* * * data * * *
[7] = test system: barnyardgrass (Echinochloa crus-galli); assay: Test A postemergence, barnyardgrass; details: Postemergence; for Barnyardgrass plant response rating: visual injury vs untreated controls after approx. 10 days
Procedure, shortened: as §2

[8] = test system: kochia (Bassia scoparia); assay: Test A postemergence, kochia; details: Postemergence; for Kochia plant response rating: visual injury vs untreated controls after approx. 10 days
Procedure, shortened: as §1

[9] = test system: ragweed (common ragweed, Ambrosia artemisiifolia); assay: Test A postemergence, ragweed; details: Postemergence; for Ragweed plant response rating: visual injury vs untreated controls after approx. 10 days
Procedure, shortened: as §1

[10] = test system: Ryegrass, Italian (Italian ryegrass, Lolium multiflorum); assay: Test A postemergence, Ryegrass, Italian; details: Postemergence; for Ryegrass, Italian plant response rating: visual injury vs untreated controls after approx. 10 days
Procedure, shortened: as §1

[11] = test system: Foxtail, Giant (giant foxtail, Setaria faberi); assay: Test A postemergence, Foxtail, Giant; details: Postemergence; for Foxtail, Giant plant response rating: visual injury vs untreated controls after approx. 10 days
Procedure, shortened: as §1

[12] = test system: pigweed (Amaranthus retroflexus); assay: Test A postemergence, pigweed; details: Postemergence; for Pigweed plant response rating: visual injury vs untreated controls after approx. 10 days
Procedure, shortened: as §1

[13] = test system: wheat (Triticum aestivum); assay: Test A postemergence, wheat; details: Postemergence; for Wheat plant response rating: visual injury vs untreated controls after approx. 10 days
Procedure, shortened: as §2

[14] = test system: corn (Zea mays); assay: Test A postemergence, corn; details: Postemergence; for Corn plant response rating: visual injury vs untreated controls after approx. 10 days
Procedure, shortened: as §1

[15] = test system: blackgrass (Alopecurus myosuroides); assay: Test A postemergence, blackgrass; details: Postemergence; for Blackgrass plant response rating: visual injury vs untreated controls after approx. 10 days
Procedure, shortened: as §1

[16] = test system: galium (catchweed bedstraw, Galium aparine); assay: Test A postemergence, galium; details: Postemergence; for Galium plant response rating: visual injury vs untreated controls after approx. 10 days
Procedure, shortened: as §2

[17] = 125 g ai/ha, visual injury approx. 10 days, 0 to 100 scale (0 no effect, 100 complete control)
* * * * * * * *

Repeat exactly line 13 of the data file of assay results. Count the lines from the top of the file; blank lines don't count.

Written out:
[13] = test system: wheat (Triticum aestivum); assay: Test A postemergence, wheat; details: Postemergence; for Wheat plant response rating: visual injury vs untreated controls after approx. 10 days